Hey there, time traveller!
This article was published 14/5/2012 (2971 days ago), so information in it may no longer be current.
Manitoba justice officials have lost their bid to impose a maximum sentence against a convicted rapist.
Vernon Dyke appeared in court Monday, where the Crown requested a 10-year period behind bars for his sexual assault of a 14-year-old girl.
Prosecutor Jennifer Mann cited the violent nature of the 2010 attack, as well as Dyke’s extensive criminal background and high risk to re-offend, which includes openly fantasizing about one day committing a murder.
"I don’t see there is a lot of hope for him," said Mann.
But Queen’s Bench Justice Morris Kaufman disagreed, saying there’s no point in giving Dyke the longest sentence allowed by law. Failing to offer the young man a glimmer of hope and chance at rehabilitation may only be "deferring the explosion," Kaufman said.
Kaufman instead imposed a five-year sentence, less nine months of time already served by Dyke. He also placed him on the national sex-abuse registry for 20 years.
"I take very seriously the Crown’s concern regarding safety of the public," said Kaufman. "But a 10-year sentence is not a guarantee the risk is gone."
Dyke attacked the young female victim two years ago, causing bodily injury in the process, court was told.
While in custody, he racked up 37 documented incidents. He has made threatening, intimidating and sexual comments to guards and court officials and even talked about one day taking a life.
Defence lawyer Ted Mariash agreed it is taking his client a "long time to get the message" but suggested all hope isn’t lost.
"In Canada we don’t simply lock an offender and throw away the key," said Mariash.
Dyke suffered through a horrific upbringing and has been diagnosed as suffering from several cognitive issues, including fetal alcohol syndrome. He was described as "anti-social, impulsive and manipulative" in a pre-sentence report tendered in court.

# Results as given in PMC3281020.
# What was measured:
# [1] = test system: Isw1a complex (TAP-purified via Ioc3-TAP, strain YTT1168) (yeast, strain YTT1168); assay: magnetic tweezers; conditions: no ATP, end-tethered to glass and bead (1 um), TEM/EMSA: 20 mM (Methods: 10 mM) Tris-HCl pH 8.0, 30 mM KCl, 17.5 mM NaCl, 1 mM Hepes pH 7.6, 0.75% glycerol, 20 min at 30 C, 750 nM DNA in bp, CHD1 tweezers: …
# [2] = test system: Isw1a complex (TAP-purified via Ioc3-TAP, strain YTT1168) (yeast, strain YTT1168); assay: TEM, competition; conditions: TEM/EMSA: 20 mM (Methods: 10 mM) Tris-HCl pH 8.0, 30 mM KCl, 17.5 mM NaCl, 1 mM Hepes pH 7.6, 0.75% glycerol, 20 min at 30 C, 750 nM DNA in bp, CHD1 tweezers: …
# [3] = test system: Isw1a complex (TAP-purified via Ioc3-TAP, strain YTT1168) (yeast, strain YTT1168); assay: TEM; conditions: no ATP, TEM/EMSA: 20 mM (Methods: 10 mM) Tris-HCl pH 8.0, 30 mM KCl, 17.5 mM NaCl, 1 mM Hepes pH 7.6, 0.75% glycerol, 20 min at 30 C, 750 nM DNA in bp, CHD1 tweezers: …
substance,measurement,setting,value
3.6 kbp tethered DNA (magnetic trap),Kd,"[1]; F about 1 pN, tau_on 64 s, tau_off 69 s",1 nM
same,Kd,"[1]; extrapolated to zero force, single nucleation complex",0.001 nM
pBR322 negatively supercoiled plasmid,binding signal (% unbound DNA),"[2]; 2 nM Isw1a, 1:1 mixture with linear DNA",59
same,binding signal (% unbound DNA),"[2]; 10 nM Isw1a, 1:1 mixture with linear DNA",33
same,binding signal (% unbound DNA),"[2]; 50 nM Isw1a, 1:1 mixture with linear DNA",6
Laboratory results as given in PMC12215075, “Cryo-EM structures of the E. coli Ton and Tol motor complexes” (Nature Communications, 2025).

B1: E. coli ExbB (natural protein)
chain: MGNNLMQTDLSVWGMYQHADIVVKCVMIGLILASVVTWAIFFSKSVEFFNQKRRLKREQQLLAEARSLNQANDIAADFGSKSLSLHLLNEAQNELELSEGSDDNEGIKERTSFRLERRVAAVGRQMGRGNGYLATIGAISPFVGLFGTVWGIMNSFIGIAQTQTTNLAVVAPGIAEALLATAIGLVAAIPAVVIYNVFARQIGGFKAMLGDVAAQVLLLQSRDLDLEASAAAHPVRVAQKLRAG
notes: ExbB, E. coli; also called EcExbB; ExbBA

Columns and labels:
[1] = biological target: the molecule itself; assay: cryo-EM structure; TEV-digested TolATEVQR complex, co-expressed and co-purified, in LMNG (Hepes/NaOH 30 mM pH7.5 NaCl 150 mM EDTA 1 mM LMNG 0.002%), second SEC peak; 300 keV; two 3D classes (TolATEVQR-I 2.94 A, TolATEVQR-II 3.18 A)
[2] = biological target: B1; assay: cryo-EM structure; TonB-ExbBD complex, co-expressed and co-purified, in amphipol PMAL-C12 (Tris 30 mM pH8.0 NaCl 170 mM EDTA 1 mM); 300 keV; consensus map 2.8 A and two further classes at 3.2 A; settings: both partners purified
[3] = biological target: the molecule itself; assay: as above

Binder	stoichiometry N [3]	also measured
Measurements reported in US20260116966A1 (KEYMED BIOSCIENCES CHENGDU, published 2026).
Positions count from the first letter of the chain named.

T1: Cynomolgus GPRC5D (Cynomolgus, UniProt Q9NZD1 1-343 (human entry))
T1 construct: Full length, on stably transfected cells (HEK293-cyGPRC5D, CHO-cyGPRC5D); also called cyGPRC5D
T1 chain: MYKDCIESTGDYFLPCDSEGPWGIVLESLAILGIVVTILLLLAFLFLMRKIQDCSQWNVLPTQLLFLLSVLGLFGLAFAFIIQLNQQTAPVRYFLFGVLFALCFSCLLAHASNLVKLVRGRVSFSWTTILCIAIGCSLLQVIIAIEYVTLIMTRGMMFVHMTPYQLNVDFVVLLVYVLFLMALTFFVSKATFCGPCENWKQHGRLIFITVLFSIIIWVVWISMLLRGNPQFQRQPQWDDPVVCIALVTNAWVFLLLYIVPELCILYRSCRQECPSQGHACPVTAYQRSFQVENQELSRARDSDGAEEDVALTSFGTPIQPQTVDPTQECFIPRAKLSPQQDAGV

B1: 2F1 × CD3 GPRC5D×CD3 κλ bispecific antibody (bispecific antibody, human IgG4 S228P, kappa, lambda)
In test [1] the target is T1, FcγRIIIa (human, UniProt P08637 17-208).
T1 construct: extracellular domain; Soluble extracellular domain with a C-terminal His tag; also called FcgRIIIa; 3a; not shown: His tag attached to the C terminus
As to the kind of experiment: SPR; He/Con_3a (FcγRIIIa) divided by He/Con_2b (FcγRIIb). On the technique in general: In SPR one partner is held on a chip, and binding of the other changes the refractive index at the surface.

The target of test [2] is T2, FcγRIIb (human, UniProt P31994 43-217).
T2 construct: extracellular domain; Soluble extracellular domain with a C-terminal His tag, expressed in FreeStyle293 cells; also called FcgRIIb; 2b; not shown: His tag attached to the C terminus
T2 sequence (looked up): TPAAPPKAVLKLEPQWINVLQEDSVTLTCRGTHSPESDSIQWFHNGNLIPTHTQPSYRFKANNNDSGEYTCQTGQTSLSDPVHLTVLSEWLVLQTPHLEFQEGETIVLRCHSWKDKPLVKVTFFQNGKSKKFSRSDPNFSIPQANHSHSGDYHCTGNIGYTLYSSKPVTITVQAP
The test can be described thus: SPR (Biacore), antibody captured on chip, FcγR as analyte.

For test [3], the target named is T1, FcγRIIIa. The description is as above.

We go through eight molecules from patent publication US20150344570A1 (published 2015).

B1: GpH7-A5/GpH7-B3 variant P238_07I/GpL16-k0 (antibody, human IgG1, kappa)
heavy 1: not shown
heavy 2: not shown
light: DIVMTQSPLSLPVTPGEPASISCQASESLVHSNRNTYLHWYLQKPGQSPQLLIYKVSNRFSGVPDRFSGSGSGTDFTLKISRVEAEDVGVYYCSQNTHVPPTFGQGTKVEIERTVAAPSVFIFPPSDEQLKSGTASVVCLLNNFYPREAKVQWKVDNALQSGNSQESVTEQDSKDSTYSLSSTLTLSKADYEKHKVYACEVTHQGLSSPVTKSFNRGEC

Mike McIntyre grew up wanting to be a professional wrestler. But when that dream fizzled, he put all his brawn into becoming a professional writer.
Your support has enabled us to provide free access to stories about COVID-19 because we believe everyone deserves trusted and critical information during the pandemic.
Our readership has contributed additional funding to give Free Press online subscriptions to those that can’t afford one in these extraordinary times — giving new readers the opportunity to see beyond the headlines and connect with other stories about their community.
To those who have made donations, thank you.
To those able to give and share our journalism with others, please Pay it Forward.
The Free Press has shared COVID-19 stories free of charge because we believe everyone deserves access to trusted and critical information during the pandemic.
While we stand by this decision, it has undoubtedly affected our bottom line.
After nearly 150 years of reporting on our city, we don’t want to stop any time soon. With your support, we’ll be able to forge ahead with our journalistic mission.
If you believe in an independent, transparent, and democratic press, please consider subscribing today.
We understand that some readers cannot afford a subscription during these difficult times and invite them to apply for a free digital subscription through our Pay it Forward program.